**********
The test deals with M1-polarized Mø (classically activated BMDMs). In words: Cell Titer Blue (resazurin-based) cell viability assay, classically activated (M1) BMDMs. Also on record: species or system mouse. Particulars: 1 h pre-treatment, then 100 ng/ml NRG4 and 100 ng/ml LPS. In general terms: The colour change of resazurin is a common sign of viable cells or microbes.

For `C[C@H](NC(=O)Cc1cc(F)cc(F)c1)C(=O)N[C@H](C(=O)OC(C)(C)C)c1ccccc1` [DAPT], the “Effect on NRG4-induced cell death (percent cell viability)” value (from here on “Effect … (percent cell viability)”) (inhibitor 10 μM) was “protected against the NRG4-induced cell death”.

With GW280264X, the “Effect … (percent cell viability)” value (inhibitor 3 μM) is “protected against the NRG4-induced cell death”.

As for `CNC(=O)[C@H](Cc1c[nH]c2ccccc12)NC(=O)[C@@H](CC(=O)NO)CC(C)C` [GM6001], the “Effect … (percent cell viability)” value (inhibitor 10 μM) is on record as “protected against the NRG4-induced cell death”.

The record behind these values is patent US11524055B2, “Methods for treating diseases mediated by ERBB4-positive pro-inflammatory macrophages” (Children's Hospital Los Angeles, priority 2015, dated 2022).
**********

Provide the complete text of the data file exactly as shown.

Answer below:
The test deals with M1-polarized Mø (classically activated BMDMs). In words: Cell Titer Blue (resazurin-based) cell viability assay, classically activated (M1) BMDMs. Also on record: species or system mouse. Particulars: 1 h pre-treatment, then 100 ng/ml NRG4 and 100 ng/ml LPS. In general terms: The colour change of resazurin is a common sign of viable cells or microbes.

For `C[C@H](NC(=O)Cc1cc(F)cc(F)c1)C(=O)N[C@H](C(=O)OC(C)(C)C)c1ccccc1` [DAPT], the “Effect on NRG4-induced cell death (percent cell viability)” value (from here on “Effect … (percent cell viability)”) (inhibitor 10 μM) was “protected against the NRG4-induced cell death”.

With GW280264X, the “Effect … (percent cell viability)” value (inhibitor 3 μM) is “protected against the NRG4-induced cell death”.

As for `CNC(=O)[C@H](Cc1c[nH]c2ccccc12)NC(=O)[C@@H](CC(=O)NO)CC(C)C` [GM6001], the “Effect … (percent cell viability)” value (inhibitor 10 μM) is on record as “protected against the NRG4-induced cell death”.

The record behind these values is patent US11524055B2, “Methods for treating diseases mediated by ERBB4-positive pro-inflammatory macrophages” (Children's Hospital Los Angeles, priority 2015, dated 2022).